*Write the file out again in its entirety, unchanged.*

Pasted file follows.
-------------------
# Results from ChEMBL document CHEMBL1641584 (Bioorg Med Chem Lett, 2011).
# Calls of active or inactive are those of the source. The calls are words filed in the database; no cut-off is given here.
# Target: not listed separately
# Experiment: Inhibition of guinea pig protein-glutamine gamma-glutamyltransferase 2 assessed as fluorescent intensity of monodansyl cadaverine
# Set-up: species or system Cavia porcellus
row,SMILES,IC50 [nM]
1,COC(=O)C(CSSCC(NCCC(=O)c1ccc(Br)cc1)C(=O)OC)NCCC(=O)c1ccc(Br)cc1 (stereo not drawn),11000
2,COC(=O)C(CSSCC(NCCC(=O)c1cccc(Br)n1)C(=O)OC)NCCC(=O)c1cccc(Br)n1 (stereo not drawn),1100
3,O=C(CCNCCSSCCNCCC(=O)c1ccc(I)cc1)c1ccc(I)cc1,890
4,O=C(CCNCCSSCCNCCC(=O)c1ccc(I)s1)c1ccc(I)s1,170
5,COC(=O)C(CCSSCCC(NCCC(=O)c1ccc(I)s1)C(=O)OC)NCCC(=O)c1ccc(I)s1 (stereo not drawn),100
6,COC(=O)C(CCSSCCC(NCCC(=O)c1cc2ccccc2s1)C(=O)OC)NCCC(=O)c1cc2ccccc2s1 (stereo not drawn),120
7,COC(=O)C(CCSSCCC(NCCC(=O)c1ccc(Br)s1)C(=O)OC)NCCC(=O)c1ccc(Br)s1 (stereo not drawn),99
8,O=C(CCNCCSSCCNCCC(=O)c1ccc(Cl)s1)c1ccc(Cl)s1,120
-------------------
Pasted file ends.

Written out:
# Results from ChEMBL document CHEMBL1641584 (Bioorg Med Chem Lett, 2011).
# Calls of active or inactive are those of the source. The calls are words filed in the database; no cut-off is given here.
# Target: not listed separately
# Experiment: Inhibition of guinea pig protein-glutamine gamma-glutamyltransferase 2 assessed as fluorescent intensity of monodansyl cadaverine
# Set-up: species or system Cavia porcellus
row,SMILES,IC50 [nM]
1,COC(=O)C(CSSCC(NCCC(=O)c1ccc(Br)cc1)C(=O)OC)NCCC(=O)c1ccc(Br)cc1 (stereo not drawn),11000
2,COC(=O)C(CSSCC(NCCC(=O)c1cccc(Br)n1)C(=O)OC)NCCC(=O)c1cccc(Br)n1 (stereo not drawn),1100
3,O=C(CCNCCSSCCNCCC(=O)c1ccc(I)cc1)c1ccc(I)cc1,890
4,O=C(CCNCCSSCCNCCC(=O)c1ccc(I)s1)c1ccc(I)s1,170
5,COC(=O)C(CCSSCCC(NCCC(=O)c1ccc(I)s1)C(=O)OC)NCCC(=O)c1ccc(I)s1 (stereo not drawn),100
6,COC(=O)C(CCSSCCC(NCCC(=O)c1cc2ccccc2s1)C(=O)OC)NCCC(=O)c1cc2ccccc2s1 (stereo not drawn),120
7,COC(=O)C(CCSSCCC(NCCC(=O)c1ccc(Br)s1)C(=O)OC)NCCC(=O)c1ccc(Br)s1 (stereo not drawn),99
8,O=C(CCNCCSSCCNCCC(=O)c1ccc(Cl)s1)c1ccc(Cl)s1,120